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Another golf course under redevelopment has neighbors fighting back

WILMINGTON, NC (WECT) – The idea of ​​stepping out the back door, sitting on your porch and gazing at the serene nature of a golf course has long been a retirement dream for countless Americans. But golf courses across the country lost money and closed their doors, leaving those who accepted the idea of ​​an idyllic fairway retreat with a nightmarish situation.

Currently, the North Carolina Court of Appeals is reviewing the fate of a former golf course in southern New Hanover County, located in the Cape Subdivision. Homeowners may have been in a fight to make one last attempt to thwart a developer’s attempts and preserve the green space they bought homes with.

The course in question has gone by several names over the years, most recently the Masonboro Country Club — but now the lush greens are brown and the previously manicured fairways are overgrown with shrubs and grasses. The owners of the golf course shut down operations following Hurricane Florence and are trying to reallocate the land to more residential units.

Golf courses can make money over time, but at a time when land and home values ​​are reaching all-time highs, the real estate market can prove to be much more profitable for property owners and developers. . It’s a story that has become common across the country, and locally a good example of a similar situation can be seen in Echo Farms.

Neighbors of Echo Farms formed a grassroots organization to fight green space development, but ultimately only managed to save a small portion of the land.

Despite the challenges they face, The Cape Owners Association believes they can be victorious in their case. At the heart of the lawsuit is the argument that an easement that was granted when the golf course was developed was explicitly for the purpose of operating a golf course.

It may come as a surprise to people moving into a golf course community, but neighborhoods and owners are often not the golf course owners. Sometimes they are owned by club members and are paid with annual dues, other times private companies run and maintain the courses.

This is what happened in Cape Town. Homeowners’ association president Bill Connelly said they had tried for years to come to an agreement, even asking to buy the course from the owners.

“There is a long history here of discussions that came to nothing and ultimately led to us filing a complaint,” he said.

Then there’s the issue of developers charging a premium for golf courses, like many of those inside Cape Town, as a sales tactic.

“The course has never been part of or owned by the residents or the owners association, it has always been independently owned,” said Mike Bodnar, a resident of Cape Town.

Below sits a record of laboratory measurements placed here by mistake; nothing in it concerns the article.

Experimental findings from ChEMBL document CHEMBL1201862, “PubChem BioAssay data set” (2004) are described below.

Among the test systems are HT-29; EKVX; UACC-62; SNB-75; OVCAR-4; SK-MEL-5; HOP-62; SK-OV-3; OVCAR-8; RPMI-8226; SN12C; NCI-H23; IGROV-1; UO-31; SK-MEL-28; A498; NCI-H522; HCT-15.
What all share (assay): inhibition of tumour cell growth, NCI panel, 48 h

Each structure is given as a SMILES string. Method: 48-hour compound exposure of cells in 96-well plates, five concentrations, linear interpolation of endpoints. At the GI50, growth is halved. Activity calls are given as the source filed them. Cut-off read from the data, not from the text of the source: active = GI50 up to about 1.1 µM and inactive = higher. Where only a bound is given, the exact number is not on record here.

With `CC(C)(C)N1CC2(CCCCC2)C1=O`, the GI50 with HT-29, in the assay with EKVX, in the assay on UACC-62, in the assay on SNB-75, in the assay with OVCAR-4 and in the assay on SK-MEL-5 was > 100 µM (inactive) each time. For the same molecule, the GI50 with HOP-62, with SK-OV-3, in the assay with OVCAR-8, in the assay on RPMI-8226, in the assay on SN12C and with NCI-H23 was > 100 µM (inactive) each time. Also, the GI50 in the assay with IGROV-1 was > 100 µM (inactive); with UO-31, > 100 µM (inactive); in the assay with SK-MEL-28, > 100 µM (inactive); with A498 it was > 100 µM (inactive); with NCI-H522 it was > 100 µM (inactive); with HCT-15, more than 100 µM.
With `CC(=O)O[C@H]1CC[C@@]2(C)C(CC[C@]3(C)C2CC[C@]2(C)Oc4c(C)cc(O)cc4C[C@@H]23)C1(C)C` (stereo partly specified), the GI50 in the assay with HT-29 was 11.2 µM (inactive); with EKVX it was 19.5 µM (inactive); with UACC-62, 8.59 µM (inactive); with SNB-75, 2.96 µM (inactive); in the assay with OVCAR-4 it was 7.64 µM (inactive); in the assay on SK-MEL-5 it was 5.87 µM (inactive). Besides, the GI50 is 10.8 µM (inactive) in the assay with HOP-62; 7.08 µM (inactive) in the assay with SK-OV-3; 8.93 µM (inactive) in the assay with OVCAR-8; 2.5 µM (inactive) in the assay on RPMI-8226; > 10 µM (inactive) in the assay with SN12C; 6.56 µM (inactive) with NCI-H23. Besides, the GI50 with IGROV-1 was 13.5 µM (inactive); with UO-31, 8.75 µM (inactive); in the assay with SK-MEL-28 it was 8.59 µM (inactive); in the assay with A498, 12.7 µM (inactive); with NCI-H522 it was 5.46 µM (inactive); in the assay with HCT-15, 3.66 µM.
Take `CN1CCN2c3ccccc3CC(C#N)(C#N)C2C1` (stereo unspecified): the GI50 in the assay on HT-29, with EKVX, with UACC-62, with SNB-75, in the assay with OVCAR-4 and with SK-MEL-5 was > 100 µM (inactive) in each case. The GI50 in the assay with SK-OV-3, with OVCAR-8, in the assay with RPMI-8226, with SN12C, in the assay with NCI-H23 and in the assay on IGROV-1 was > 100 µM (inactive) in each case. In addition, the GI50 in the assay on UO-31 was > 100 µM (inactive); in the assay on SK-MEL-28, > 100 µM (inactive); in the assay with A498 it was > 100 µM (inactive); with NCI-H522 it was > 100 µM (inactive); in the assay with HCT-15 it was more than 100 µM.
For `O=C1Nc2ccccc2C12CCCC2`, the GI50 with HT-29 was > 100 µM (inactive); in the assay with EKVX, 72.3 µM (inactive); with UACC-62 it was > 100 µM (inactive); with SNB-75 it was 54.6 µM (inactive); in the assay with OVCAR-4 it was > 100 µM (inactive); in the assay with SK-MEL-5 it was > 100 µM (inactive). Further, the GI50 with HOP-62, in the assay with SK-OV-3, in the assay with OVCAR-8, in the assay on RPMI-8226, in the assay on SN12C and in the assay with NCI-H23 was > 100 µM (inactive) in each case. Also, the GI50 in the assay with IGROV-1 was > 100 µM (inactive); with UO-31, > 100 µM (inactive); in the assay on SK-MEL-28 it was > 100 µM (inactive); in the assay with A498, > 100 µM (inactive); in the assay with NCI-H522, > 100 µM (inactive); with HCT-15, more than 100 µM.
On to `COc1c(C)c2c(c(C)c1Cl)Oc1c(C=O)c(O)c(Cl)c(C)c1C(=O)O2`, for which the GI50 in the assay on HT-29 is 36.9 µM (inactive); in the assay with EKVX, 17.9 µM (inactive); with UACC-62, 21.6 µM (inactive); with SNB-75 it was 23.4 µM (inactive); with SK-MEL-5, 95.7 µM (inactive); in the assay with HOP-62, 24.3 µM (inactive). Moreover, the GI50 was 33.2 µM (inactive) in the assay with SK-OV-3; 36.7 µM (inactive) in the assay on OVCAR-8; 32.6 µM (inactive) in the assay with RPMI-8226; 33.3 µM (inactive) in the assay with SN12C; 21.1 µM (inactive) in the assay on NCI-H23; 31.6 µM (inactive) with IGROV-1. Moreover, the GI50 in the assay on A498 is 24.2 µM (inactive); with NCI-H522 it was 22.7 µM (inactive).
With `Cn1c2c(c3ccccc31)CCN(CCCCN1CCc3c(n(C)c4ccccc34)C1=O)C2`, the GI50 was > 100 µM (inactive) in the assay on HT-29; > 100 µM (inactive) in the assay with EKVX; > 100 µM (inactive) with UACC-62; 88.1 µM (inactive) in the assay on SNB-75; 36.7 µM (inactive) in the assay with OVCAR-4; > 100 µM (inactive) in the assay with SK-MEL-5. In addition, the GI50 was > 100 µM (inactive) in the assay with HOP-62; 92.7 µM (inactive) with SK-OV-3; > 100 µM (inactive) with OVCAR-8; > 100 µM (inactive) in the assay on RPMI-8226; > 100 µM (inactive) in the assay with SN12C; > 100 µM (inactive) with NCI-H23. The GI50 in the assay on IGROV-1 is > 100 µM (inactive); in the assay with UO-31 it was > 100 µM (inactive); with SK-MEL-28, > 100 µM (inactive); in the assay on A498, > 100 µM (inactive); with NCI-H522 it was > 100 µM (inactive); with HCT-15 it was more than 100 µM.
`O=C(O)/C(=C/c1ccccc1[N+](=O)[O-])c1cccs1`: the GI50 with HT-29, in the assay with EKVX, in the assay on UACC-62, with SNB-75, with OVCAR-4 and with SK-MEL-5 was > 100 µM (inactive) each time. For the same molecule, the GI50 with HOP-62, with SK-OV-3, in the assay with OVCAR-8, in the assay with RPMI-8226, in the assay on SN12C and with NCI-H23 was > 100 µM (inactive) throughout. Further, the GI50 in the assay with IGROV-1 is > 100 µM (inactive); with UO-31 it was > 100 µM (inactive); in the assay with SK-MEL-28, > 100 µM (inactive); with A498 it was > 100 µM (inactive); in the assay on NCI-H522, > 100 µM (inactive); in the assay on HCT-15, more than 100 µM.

But, golf courses are not cheap to maintain.

From staffing to landscaping maintenance, expenses can quickly add up. Without people paying to play games, it’s not hard to see how quickly they can lose money and how course owners can find themselves underwater.

The Cape golf course hasn’t always been a losing business, Bodnar said, but in its latest iteration, the golf course owner decided to spend millions of dollars to redo the course. In doing so, it has made it one of the most difficult courses on the market.

“After the first nine months of opening, they conducted an investigation and there were 15,000 rounds of golf played and 45,000 golf balls collected by one of these companies that entered,” he said. declared.

Challenges are something that many golfers enjoy, but when a course is too difficult for the average golfer to enjoy the game, it’s no surprise that the numbers go down.

Rayl Tayloe is the attorney representing Southern Destiny, LLC., Owners of the course who wish to sell it for additional residential units. The case has already been decided by a Superior Court judge who ruled in favor of additional units.

“He determined that my client, Southern Destiny had the right to transform his property from a golf course to a residential development,” he said.

One of the biggest concerns of residents is that they do not yet know what is planned.

“The plan is that only part of the property will be developed as a residential subdivision… What will end up being built there remains to be seen whether we are successful in the court of appeal,” Tayloe said.

The parties argued in the Court of Appeal in December, but we won’t know the outcome for several months. Bodnar said he wouldn’t be surprised if the case ended up in the state’s Supreme Court.

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